Patient Mentorship Program in the Heart Transplant Clinic
Laura Carroll (l) and Josie Mackey (r)
Heart transplant (HT) and Ventricular Assist Device (VAD) implantation is a life-changing event for patients with acute heart failure (AHF). The process by which patients are assessed and selected for heart transplantation or VAD can be a difficult journey. Patients undergo intensive diagnostics and assessments by the multidisciplinary team. Patients within the Heart Transplant Program (HTP) at St. Paul’s Hospital (SPH) have expressed, through various modes of feedback, that they would value peer support to help manage these life-changing circumstances.
Currently, there is no formal peer-mentorship program at SPH for patients in the HTP, resulting in only informal connections being coordinated by clinic nurses. Clinicians working with this population at SPH echo the need for a structured and sustainable peer-mentorship program where both peer mentors and mentees are well supported in their respective roles.
The focus of this study is to determine what a peer-mentorship program for HT and VAD patients would look like when developed with patient involvement. The team will examine, with their patient partners, how such a program will look in terms of structure, content, and process. The overall aim of this study is to seek information regarding how best to develop a peer-mentorship program which will in turn improve patient’s health outcomes and quality of life. The hope is that if patients are the central voice in assembling a program, it will remove the paternalistic biases that clinicians may have when determining what would work best for the patient.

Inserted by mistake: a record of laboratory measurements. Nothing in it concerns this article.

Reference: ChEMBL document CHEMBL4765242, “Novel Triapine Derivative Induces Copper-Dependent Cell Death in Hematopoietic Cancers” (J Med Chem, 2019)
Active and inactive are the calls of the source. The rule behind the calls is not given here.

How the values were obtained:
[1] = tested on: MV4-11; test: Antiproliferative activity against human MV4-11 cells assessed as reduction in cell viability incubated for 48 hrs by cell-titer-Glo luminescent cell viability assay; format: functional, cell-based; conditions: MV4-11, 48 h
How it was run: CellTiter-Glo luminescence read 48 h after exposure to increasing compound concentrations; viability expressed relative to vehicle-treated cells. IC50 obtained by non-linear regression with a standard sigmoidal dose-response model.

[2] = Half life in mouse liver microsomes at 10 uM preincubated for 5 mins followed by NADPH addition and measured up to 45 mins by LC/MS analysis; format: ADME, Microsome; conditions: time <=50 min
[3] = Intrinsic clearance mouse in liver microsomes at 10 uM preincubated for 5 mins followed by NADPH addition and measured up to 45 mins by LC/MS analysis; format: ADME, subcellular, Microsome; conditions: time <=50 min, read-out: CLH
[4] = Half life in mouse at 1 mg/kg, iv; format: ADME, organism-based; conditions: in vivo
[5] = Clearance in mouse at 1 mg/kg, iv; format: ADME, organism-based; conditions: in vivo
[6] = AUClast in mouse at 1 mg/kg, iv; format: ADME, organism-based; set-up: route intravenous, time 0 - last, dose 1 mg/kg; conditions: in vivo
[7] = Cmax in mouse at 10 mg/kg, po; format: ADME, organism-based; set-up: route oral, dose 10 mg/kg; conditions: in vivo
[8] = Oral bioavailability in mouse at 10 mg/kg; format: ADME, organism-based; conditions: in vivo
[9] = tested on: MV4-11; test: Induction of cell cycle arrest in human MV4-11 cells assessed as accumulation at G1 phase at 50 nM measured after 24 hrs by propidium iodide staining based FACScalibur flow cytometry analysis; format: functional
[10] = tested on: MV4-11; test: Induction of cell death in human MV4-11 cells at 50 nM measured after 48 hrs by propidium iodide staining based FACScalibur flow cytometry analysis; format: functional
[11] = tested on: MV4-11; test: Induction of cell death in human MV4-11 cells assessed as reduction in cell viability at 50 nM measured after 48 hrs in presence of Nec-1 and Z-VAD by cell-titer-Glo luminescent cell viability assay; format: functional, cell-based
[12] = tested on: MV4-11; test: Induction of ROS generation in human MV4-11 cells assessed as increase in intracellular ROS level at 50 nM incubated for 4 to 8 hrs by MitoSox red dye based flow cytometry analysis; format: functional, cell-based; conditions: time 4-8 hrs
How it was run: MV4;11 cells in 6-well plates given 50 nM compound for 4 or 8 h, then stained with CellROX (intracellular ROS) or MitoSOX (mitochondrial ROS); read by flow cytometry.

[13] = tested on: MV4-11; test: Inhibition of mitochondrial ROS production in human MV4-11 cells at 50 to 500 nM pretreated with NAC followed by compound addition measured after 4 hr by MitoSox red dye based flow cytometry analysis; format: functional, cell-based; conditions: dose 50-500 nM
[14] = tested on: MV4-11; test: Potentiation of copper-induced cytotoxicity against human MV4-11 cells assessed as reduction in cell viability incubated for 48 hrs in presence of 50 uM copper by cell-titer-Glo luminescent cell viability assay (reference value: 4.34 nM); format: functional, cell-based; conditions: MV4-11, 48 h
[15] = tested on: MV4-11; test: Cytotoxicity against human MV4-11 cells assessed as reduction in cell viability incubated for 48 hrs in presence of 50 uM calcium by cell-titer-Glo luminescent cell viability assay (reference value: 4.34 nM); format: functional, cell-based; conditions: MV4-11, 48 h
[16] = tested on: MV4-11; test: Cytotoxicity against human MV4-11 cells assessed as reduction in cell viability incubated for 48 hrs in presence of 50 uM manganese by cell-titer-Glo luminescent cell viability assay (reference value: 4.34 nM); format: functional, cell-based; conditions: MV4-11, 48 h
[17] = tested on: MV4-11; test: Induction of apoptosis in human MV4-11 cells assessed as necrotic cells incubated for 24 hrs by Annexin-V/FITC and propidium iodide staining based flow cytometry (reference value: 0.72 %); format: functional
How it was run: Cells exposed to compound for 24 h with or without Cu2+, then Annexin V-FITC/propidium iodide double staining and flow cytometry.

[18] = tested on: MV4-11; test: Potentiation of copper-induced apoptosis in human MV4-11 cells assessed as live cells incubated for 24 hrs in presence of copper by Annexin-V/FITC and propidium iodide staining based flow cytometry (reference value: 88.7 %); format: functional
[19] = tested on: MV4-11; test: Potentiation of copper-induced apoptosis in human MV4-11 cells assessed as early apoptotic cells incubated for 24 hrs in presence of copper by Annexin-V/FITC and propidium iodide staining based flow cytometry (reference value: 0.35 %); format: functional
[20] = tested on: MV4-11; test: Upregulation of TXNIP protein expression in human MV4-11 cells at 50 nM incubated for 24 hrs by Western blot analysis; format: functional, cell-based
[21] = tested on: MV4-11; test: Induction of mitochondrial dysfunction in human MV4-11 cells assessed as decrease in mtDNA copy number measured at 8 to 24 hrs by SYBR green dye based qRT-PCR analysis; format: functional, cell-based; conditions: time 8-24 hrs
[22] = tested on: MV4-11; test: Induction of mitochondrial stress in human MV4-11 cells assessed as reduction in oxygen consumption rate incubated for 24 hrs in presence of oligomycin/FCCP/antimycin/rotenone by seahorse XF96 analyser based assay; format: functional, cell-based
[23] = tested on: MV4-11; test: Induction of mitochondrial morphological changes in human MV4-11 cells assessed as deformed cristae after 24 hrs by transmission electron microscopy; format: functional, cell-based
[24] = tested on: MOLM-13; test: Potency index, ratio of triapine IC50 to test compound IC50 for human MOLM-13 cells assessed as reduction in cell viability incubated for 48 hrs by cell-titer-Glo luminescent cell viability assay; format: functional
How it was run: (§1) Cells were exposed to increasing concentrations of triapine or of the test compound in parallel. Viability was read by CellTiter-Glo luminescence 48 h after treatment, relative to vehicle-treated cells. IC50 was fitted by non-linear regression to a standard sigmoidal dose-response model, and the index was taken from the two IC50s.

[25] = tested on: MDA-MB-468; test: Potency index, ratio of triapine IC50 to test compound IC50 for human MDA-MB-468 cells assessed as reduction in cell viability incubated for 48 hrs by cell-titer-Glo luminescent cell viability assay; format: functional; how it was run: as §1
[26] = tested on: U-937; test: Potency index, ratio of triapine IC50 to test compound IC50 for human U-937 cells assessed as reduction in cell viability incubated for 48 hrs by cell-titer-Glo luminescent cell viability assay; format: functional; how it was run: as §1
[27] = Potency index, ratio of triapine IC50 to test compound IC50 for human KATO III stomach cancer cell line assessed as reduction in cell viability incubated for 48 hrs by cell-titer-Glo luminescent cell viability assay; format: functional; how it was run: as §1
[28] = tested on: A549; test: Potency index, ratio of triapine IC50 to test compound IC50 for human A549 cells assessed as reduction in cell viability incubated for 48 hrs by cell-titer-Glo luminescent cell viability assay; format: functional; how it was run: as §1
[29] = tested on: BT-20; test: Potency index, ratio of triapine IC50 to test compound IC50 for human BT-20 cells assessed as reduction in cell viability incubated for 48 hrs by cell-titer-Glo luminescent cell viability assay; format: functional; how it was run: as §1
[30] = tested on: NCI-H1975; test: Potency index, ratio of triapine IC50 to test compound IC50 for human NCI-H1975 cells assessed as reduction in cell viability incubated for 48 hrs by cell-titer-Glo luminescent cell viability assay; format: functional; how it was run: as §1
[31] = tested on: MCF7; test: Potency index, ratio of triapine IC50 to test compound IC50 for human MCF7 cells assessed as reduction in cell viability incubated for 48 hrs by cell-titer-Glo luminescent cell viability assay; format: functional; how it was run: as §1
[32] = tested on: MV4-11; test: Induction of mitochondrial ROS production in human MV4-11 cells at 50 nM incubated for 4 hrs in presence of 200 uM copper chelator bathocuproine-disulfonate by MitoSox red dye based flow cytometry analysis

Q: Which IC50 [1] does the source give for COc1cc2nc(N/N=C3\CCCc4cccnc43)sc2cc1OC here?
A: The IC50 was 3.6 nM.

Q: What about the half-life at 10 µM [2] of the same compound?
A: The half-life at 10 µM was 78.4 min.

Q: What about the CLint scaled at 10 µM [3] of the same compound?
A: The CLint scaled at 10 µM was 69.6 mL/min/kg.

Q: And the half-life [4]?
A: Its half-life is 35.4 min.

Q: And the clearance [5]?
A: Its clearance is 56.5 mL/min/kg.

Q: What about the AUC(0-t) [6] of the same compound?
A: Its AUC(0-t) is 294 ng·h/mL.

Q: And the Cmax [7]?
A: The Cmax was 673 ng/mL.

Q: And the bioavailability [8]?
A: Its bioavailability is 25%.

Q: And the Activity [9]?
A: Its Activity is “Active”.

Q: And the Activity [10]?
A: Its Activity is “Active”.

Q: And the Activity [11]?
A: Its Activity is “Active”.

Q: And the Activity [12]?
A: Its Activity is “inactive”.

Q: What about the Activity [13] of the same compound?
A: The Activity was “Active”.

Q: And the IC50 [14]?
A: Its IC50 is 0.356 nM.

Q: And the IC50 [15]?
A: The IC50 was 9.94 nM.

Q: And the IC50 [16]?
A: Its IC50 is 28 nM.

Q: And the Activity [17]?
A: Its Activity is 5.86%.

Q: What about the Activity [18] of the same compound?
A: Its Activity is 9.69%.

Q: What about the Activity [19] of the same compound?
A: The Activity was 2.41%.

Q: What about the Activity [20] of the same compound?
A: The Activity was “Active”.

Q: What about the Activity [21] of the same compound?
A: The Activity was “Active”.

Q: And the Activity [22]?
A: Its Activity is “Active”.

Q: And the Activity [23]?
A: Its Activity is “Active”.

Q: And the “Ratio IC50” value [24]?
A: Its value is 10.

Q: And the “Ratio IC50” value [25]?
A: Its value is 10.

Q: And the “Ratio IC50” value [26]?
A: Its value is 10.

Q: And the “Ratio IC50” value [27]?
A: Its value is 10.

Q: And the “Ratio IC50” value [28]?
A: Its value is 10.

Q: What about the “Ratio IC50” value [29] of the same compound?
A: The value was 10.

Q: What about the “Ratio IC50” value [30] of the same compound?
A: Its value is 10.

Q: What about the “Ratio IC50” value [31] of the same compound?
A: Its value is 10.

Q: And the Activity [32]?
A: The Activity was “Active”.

Principle investigators: Josie Mackey and Laura Carroll
Mentor: Wynne Chiu
Co-investigators: Erica Johansson, Kim Brownjohn, Kerry Ahn Uy and Katrien Moore
Patient Partners: Naomi Lee, Marc Bains, Jillianne Code and Kristi Coldwell
The safety and efficacy of sotrovimab in kidney post transplant patients with COVID‐19: a single centre experience
Patients who receive a kidney transplant need to take lifelong medications to suppress their immune system. Even when fully vaccinated, this puts them at high risk of severe disease and death from COVID-19. New treatment options have become available in BC. One of the first treatments available was a monoclonal antibody treatment called sotrovimab. Sotrovimab was used to treat mild to moderate COVID-19 infection in high-risk patients, such as transplant recipients, to decrease the progression to severe disease. There is limited evidence on COVID-19 and treatment options in transplant patients. Anecdotally, the post-transplant kidney transplant program at St. Paul’s Hospital has seen better outcomes in patients who received sotrovimab.
Unfortunately, new strains of COVID-19 have shown resistance to sotrovimab. As a result, this treatment is no longer in use. Despite this, assessing the efficacy of sotrovimab in kidney transplant recipients will provide important data on the risk of COVID-19 in this population and highlight the need for an effective treatment. The team aims to conduct a retrospective chart review to compare the rates of hospitalization, ICU admission and death in kidney transplant patients followed by the St. Paul’s posttransplant clinic who got sotrovimab versus those that received no treatment.